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One of media’s chief pastimes in recent years—and particularly in recent weeks, given the hyper-focus on inflation—seems to be speculating about what central banks will do in light of economic data releases. So it was with joy that we relished the massive confusion in the press as it attempted to discern exactly what Britain’s latest unemployment report meant for future BoE actions. Would the slight unemployment rate uptick delay hikes? Or would the higher-than-anticipated wage growth speed them? At times like this, it is worth remembering central banks’ actions cannot be forecast—they are people’s decisions, often biased and opinionated. Bankers decide which data to emphasize and which to downplay; which theories to operate on and which to ignore. Ultimately, the media fixation on what data mean for rate hikes is a sideshow for equity investors—one we hope you tune out.
First, the data. Britain’s unemployment rate ticked up 0.1 percentage point to 4.4% in Q4 2017—an unexpected increase, as economists forecast no change. This is still a very low unemployment rate by historical standards, close to the early 1970s’ record lows. Nevertheless, some economists said this uptick should delay BoE rate hikes, noting it moves Britain’s economy away from the 4.25% unemployment rate the BoE says will spur wage-driven inflation. (More on that concept to come.)
Yet here is the thing: The unemployment rate isn’t simply the percentage of the population out of work. Like America’s, Britain’s unemployment rate is the percentage of unemployed people who sought a job in the previous four weeks. If they didn’t seek work, they aren’t included—these discouraged people fall out of the labor force. In Q4, the unemployment rise wasn’t driven by increasing slack in the labor market. It wasn’t due to firings, layoffs or anything of the sort. Actually, 88,000 more people finished Q4 2017 employed than at its outset.[i] But 109,000 people rejoined the labor force. How, then, will the BoE see this uptick?
Earlier this month, in the wee hours of a Friday morning, President Trump signed into law a bill funding government through September 2019, to the collective relief of many who (oddly, to us) fear government shutdowns. But the bill brought its own worries! Along with funding government, the bill suspended the debt ceiling and boosted spending on defense and non-defense areas. Add this spending to the recent tax cut, and many pros are bemoaning big potential deficits ahead. Some say the Federal deficit will hit $1 trillion by 2019 and comprise 5% of GDP, triggering a cornucopia of related fears. Is this spending package appropriate for an economy close to full employment? Isn’t adding to the national debt unsustainable? Could it inflame inflation and cause the economy to overheat? Will a high deficit late in the economic cycle hinder the government’s ability to combat the next recession? In our view, these worries are misguided—a higher deficit shouldn’t imperil the US economy or derail stocks.
First, history shows high deficits don’t cause recessions or bear markets. Exhibit 1 shows federal surpluses and deficits since fiscal year 1990 with recessions highlighted.
Exhibit 1: US Federal Surpluses and Deficits Since Fiscal Year 1990
When volatility strikes, it can seem like bad news is everywhere. Media hype seemingly big numbers, usually with minus signs attached. At times like this, one of an investor’s most important tools is scaling—putting big numbers in context to see whether they are really so meaningful.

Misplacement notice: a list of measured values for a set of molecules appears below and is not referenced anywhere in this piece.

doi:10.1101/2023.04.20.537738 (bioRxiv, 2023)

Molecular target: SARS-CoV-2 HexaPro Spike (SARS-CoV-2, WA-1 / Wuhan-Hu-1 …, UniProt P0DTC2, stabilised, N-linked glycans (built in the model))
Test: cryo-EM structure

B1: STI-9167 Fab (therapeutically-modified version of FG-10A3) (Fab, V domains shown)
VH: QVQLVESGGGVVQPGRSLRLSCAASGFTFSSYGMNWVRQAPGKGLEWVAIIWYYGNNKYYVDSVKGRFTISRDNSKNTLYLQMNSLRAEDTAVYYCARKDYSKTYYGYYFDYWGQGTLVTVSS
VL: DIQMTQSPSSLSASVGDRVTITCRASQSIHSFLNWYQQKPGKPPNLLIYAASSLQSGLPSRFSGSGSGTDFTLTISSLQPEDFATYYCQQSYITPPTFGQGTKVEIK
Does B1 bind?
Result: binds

Case in point: When volatility escalated recently, headlines bemoaned the Dow’s “biggest one-day point drop ever.” They blamed volatility products for the swings—calling them the “major driver” of market mayhem. Still others fixated on rising wages’ role in sparking inflation fears behind the swoon. These stories feed into folks’ understandable desire to know what is causing market-moving events, more so if they are “record breaking.” But big numbers without context don’t tell you much.
On That Dow Drop
In the lead-up to today’s US inflation report, headlines declared it a “big test” for markets—if too high, rate hike fears would spike again, potentially “pouring fuel on the fire of last week’s market sell-off.” Sure enough, when the data showed CPI rising 0.5% m/m—more than expected—and bringing the year-over-year inflation rate to 2.1%, S&P 500 futures reversed a 0.5% gain in premarket trading to fall 1.2%. When stocks opened, the S&P 500 initially fell 0.3%. But by mid-morning it was up, and the index finished the day up 1.3%.[i] Seems the report wasn’t so make-or-break after all. This holds an important lesson for investors: Beware of claims any event or report will have a preset market impact—especially in the very short term. Moreover, always remember the longer term is what counts most.
Saying why stocks behaved the way they did on any day is a foolish endeavor, but in this case, it wouldn’t surprise us if bots were programmed to react to the seeming spike, while the humans digested all of the available information, including the many economists who argued the headline spike stemmed mostly from fuel prices and seasonality—not meaningful signs of broadly accelerating prices across the entire economy.
Trying to anticipate markets’ immediate reaction to a scheduled, widely anticipated event (e.g., an election result or data release) is folly. Markets often do what the crowd doesn’t expect. Stocks discount all widely known information, including widely held expectations. Remember when President Trump’s election was supposed to roil markets? S&P 500 futures plummeted overnight and foreign markets tumbled while Americans slept, but when US markets opened, the S&P 500 rose 1.1%.[ii] We’ve also had several instances where stocks defied warnings that Fed rate hikes could bring immediate turmoil. Sometimes it can be almost comical how investors can seemingly shrug at the monster they are told is under the bed and get on with life.